LA CIENEGA, N.M. -- Whatever lakes and ponds once dampened the vast, pinyon-specked desert in northern New Mexico were long ago sucked dry to irrigate crops or water grazing animals or slake people's thirst. The rare shallow stream is usually flagged by a clump of cottonwoods and a cluster of settlement.
After spending several days driving through the desert, even in the comfort of air-conditioning, visitors from wetter places may find themselves pining for water -- just the shimmering, soul-quenching sight of it. This is when it pays to know a few words in Spanish.
``Cienega" means ``marsh," and so the name of this village about 11 miles south of Santa Fe betrays its secret: the presence of a wetland and all the cooling plants and water-loving wildlife that go with it. Officially the Leonora Curtin Wetland Preserve, the marsh is managed by the Santa Fe Botanical Garden and kept open to the public for enjoyment and education.
The wetland preserve covers 35 acres at the bottom of a low, grassy hill. The surrounding terrain is locally known as an open pinyon-juniper woodland, and it links the grasslands of the Galisteo Basin and Rio Grande Valley to the forested foothills of the Sangre de Cristo Mountains. Like the occasional roadside streams, the wetland sustains a grove of cottonwoods , tall, big-leafed trees in the poplar family.
With their broad spread and towering stature, their presence is like that of weeping willows , which also favor watery locales. The shade under their branches is one of the first noticeable differences between this bottomland and the arid grasslands rising above the marsh. A loop trail with several branches takes in the lowland and upland areas of the site, passing patches of wildflowers blooming orange, blue, purple, and white. Their names, on discreet plaques at ground level, are less than poetic -- puccoon, perky Sue, Western sneezeweed, monkeyflower, buffalo gourd -- but as full of regional flavor as a bowl of the local chili.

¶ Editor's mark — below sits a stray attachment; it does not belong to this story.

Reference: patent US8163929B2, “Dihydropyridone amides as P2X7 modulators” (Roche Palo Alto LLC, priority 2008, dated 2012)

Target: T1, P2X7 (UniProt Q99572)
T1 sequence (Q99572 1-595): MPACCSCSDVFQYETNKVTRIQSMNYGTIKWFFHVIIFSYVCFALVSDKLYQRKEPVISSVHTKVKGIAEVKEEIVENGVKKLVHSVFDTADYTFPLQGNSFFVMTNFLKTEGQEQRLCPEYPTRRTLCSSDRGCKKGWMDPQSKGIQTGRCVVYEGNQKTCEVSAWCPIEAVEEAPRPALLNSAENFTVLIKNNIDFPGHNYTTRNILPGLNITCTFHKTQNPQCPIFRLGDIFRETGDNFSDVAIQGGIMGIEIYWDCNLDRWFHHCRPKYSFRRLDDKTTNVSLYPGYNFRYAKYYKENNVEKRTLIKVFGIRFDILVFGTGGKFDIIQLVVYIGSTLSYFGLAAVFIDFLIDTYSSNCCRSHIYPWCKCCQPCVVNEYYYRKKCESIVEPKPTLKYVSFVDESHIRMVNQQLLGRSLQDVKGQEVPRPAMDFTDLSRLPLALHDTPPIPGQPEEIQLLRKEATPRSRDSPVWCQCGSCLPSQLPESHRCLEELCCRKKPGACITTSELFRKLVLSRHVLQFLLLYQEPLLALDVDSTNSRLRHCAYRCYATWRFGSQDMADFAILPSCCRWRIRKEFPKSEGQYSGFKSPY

The trail branching north passes through the more arid upland, with yucca and small cacti backing into tall grass. The cacti -- two types were in the cholla family -- look like clumps of turtles stuck together at odd angles. The silvery, sage-like chamisa, a ubiquitous flowering shrub along the roadsides throughout the desert Southwest, also grows beside this high- ground trail. It's one of the few shrubs in a sea of grasses and other herbaceous plants, punctuated by cottonwoods and Russian olives, an invasive exotic tree species that volunteers are trying to eradicate before it overruns the place.
Around a bend, the highland trail descends into a thicket of cattails, and the marsh spreads out around the most luxurious of all features in this terrain, a small pond. Its water is brown, but it covers about an acre and is screened on all sides by the tall reeds, so that it comes as a surprise when it glimmers into view. It supports dozens of bird species, from red -winged blackbirds and marsh wrens to more unusual waterfowl like egrets, grebes, herons, and rails. A picnic table, one of a half-dozen scattered throughout the preserve, faces a dock extending into the water, perfect for bird-watching.
A brochure available at the preserve explains how crucial the birds are in maintaining this habitat, which in turn supports them. The widespread grazing that has taken over much of the Southwestern landscape since the Spanish Conquest of the 1500s has consumed marshes, woodlands, and other diverse habitats that supported hundreds of wild species.
As these varied habitats were replaced by grassland, the birds that helped disperse the seeds of wetland and woodland plants gradually diminished. Both plants and animals declined in unison. This turns out to be why shrubs are so scarce throughout the preserve. Even so, this relative speck of muddy land and water is a crucible of biodiversity, and more than 145 species of birds alone have been recorded on the site.
The main trail proceeds through the heart of the preserve, with feathery Russian olives providing dappled shade along the way. A picnic table sits under an enormous cottonwood, a tempting spot to sprawl out for an afternoon siesta. Invisible insects send up a steady drone, broken only by the plop of some critter hitting the water. Goodness knows where else a frog or a turtle might find a home around here.
The lowland trail loop sweeps around the wetter habitat, where different flowering plants kept company with other grasses. The striking differences among the plants growing along the three main legs of the trail system dramatize how much diversity 35 acres can contain. And on a late-summer Sunday, when fiesta throngs flooded the hot streets of Santa Fe, a handful of visitors had it all to themselves.
Contact Jane Roy Brown, a writer in Western Massachusetts, at email@example.com.